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Spasmodic dysphonia


Other Names for this Disease

  • Abductor spasmodic dysphonia (type)
  • Adductor spasmodic dysphonia (type)
  • Laryngeal dyskinesia
  • Laryngeal dystonia
  • Mixed spasmodic dysphonia (type)
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Overview

Spasmodic dysphonia is a voice disorder caused by involuntary movements of one or more muscles of the larynx or voice box. Individuals who have spasmodic dysphonia may have occasional difficulty saying a word or two or they may experience sufficient difficulty to interfere with communication. Spasmodic dysphonia causes the voice to break or to have a tight, strained or strangled quality. While the cause of spasmodic dysphonia is unknown, most cases are believed to be neurogenic (having to do with the nervous system) in nature. Some cases occur along with movement disorders and some may be inherited. While anyone can be affected, spasmodic dysphonia more often affects women and begins in those between the ages of 30 and 50.[1] 

There are three different types of spasmodic dysphonia:[1] 

  • Adductor spasmodic dysphonia (causes the vocal cords to slam together and stiffen)
  • Abductor spasmodic dysphonia (causes the vocal cords to open)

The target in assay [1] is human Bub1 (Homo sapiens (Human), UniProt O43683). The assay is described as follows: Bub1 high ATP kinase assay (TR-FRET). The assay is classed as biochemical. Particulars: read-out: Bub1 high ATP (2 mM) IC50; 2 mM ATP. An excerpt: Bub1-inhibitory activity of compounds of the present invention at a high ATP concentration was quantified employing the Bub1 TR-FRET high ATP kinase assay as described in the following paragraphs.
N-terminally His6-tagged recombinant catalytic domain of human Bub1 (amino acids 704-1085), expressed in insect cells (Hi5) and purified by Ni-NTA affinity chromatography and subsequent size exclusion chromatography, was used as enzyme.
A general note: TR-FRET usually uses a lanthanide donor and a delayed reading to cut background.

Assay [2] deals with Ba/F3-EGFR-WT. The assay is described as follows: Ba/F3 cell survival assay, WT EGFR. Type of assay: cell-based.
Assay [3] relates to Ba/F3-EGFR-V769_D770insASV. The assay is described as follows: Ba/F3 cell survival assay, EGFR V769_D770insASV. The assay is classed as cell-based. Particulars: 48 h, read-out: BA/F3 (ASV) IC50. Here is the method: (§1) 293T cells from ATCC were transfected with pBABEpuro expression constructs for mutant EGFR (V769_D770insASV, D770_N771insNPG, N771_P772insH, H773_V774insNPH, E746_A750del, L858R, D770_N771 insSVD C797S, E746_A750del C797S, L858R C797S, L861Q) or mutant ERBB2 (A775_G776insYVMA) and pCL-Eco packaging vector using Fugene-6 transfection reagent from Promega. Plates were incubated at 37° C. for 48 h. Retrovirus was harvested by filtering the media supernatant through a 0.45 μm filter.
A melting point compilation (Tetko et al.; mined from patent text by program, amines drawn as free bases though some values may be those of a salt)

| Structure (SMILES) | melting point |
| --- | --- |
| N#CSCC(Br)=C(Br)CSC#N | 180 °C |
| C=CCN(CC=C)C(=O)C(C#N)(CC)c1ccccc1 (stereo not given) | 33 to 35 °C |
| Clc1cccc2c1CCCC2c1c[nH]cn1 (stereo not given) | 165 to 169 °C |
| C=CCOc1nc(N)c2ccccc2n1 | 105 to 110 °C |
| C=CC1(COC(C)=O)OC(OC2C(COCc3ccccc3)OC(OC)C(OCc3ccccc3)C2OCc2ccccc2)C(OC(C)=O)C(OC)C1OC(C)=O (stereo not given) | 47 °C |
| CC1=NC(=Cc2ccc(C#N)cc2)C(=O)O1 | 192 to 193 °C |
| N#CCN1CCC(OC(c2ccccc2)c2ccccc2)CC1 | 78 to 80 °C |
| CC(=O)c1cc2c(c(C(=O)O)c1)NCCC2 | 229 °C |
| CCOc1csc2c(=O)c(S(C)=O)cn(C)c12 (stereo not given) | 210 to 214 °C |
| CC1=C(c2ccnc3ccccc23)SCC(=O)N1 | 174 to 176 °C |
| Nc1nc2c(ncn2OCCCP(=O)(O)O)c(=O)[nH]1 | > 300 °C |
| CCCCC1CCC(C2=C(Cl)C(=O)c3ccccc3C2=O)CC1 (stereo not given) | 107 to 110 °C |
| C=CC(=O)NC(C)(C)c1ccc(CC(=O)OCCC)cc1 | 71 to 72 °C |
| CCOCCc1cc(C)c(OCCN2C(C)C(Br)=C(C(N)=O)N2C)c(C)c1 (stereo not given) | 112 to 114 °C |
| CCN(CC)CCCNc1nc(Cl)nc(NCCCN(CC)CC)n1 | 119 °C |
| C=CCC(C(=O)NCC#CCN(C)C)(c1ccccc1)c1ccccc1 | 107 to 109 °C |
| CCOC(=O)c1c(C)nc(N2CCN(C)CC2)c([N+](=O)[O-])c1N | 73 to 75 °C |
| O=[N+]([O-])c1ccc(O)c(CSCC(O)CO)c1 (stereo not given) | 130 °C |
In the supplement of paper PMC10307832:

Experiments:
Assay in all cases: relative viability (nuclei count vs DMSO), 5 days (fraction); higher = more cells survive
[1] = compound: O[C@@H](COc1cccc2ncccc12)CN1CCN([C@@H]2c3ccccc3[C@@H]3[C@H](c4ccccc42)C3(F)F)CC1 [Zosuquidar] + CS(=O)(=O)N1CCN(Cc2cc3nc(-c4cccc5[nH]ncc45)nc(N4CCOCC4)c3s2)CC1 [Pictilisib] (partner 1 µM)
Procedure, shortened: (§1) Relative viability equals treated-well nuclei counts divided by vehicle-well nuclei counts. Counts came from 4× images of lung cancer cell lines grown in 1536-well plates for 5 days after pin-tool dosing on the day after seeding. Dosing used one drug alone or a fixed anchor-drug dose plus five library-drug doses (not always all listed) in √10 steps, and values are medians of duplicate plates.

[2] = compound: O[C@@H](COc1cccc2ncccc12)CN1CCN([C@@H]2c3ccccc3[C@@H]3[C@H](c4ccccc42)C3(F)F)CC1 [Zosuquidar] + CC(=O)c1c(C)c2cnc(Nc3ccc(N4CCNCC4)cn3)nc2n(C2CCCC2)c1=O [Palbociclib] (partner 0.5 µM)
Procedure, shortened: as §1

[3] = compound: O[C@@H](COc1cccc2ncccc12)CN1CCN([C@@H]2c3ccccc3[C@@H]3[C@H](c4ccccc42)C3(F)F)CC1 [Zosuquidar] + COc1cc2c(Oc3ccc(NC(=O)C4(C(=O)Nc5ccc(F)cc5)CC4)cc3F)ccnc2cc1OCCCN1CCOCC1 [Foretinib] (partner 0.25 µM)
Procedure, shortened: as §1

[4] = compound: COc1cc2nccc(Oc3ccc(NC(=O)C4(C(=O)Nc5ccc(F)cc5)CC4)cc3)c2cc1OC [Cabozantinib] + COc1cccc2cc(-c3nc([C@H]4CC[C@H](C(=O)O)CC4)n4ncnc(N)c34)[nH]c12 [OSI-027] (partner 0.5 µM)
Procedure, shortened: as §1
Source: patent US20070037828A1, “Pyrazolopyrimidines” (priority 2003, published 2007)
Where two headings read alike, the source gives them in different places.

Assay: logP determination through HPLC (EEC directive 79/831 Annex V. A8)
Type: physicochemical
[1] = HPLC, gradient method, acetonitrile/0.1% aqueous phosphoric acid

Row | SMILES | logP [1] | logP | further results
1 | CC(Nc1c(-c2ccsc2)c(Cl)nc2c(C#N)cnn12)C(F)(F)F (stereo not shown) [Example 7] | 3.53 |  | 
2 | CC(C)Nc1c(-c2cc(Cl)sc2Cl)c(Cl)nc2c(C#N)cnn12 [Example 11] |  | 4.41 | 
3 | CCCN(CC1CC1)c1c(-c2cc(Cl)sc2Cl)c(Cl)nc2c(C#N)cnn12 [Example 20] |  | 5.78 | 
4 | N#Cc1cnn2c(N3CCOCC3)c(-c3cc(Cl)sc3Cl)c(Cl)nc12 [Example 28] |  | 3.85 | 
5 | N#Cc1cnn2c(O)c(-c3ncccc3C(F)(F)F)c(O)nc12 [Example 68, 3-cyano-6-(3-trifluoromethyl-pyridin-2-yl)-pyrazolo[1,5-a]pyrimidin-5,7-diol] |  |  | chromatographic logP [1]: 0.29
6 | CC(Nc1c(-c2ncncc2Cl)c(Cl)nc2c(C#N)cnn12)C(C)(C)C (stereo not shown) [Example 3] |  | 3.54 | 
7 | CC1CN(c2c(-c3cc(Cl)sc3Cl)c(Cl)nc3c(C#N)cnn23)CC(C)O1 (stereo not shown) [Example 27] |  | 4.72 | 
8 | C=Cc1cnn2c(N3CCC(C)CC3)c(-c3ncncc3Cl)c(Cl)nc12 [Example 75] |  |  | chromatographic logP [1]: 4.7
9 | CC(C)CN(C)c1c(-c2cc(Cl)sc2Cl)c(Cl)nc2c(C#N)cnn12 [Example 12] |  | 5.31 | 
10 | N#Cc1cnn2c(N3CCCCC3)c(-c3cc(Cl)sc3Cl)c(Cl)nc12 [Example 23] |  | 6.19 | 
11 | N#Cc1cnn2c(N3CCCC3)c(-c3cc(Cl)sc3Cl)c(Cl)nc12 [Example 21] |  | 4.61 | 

• Mixed spasmodic dysphonia (causes the vocal cords to open and close)
Last updated: 8/6/2010

References

  1. Spasmodic Dysphonia. National Institute on Deafness and Other Communication Disorders (NIDCD). 2004; http://www.nidcd.nih.gov/health/voice/spasdysp.htm. Accessed 8/6/2010.
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Basic Information

  • The National Institute on Deafness and Other Communication Disorders (NIDCD) conducts and supports biomedical and behavioral research and research training in the normal and disordered processes of hearing, balance, smell, taste, voice, speech, and language. Click on the link to view information on this topic. 
  • The National Organization for Rare Disorders (NORD) is a federation of more than 130 nonprofit voluntary health organizations serving people with rare disorders. Click on the link to view information on this topic.

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Other Names for this Disease
  • Abductor spasmodic dysphonia (type)
  • Adductor spasmodic dysphonia (type)
  • Laryngeal dyskinesia
  • Laryngeal dystonia
  • Mixed spasmodic dysphonia (type)
See Disclaimer regarding information on this site. Some links on this page may take you to organizations outside of the National Institutes of Health.